|Ivy-leaved toadflax, Cymbalaria muralis, Wellington, New Zealand.|
|Cymbalaria muralis, Kelburn, Wellington, New Zealand. A, flowers, the one at far right is being gently squeezed with forceps to open its throat; B, leaves, the large one is from a shaded site; C, fruits on their elongated stalks.|
|Cymbalaria muralis, Karori, Wellington.|
First the entrance to the flower is closed by a palate (the two yellow knobs in the flowers above), which must be forced open by the pollinator (usually a bee). You can play snapdragons with these by gently squeezing the flower tube from the sides, but they're not as spectacular as the true snapdragon, Antirrhinum majus. They are both classified in the same family, Plantaginaceae (along with a bunch of plants with more open flowers, like Veronica and Plantago).
Secondly, behind the flower is a long nectar spur, which holds the reward the bee is seeking. The bee needs a long-tongue to get the nectar. New Zealand has no native long-tongued bees, but introduced bees can pollinate toadflax. Interestingly, we have no native flowers with closed throats and nectar spurs.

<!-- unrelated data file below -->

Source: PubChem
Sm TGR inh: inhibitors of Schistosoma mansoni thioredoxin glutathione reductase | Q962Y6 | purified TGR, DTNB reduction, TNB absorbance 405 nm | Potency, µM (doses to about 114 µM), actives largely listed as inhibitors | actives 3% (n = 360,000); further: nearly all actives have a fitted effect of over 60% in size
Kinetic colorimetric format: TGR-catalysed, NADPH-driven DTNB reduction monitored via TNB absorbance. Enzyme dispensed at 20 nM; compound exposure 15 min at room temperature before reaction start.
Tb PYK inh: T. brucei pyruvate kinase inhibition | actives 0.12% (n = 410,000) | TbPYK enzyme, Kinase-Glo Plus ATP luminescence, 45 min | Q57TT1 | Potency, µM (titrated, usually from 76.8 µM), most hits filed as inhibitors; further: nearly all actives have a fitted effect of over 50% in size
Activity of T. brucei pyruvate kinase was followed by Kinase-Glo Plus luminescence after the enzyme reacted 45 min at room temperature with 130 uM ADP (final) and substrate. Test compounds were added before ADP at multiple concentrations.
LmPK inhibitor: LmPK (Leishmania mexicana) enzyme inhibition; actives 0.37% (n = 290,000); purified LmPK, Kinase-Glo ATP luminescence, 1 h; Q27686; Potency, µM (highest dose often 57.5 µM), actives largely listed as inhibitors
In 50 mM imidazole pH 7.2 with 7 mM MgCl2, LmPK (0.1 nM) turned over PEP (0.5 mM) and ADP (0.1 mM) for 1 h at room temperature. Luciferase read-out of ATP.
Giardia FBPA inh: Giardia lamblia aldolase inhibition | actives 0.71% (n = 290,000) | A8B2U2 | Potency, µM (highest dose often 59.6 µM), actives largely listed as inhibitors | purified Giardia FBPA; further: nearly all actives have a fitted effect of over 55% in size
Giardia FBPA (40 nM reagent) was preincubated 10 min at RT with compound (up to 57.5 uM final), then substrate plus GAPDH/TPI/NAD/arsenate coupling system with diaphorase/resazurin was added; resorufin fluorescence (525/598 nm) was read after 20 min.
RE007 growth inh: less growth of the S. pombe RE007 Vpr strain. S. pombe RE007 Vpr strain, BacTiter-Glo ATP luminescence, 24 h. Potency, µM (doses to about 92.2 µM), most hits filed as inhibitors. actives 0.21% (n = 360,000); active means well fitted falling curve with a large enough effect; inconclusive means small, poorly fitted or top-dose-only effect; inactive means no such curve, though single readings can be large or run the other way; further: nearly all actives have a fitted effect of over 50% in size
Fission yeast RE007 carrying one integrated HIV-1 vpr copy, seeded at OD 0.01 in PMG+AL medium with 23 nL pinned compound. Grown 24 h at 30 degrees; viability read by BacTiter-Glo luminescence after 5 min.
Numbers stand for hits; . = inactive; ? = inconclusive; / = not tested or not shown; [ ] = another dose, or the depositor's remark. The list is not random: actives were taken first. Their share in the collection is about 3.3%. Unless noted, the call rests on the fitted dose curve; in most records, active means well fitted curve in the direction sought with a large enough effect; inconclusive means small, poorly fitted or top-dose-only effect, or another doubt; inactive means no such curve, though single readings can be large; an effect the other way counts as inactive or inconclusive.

Thirdly, the flowers are held above the leaves, but after they're pollinated the flower stalk curves downwards below the leaves and elongates, holding the developing fruit close to the soil. By the simple expedient of growing the stalk (probably by elongating cells, especially on one side, to generate a curve) the optimum positions for both pollination and seed dispersal can be achieved.
Ivy-leaved toadflax is native to Southern Europe, and probably came to New Zealand as a cultivated plant, like so many species that are now wild. It was first reported as naturalized here in 1904 (Sykes 1988). Although it's now classified in the family Plantaginaceae, but for many years it and many of our other Plantaginaceae were considered to be part of the Scrophulariaceae.
Sykes, W.R. 1988. Scrophulariaceae, in Webb, C.J.; Sykes, W.R.; Garnock-Jones, P.J. Flora of New Zealand Vol. 4. DSIR, Christchurch.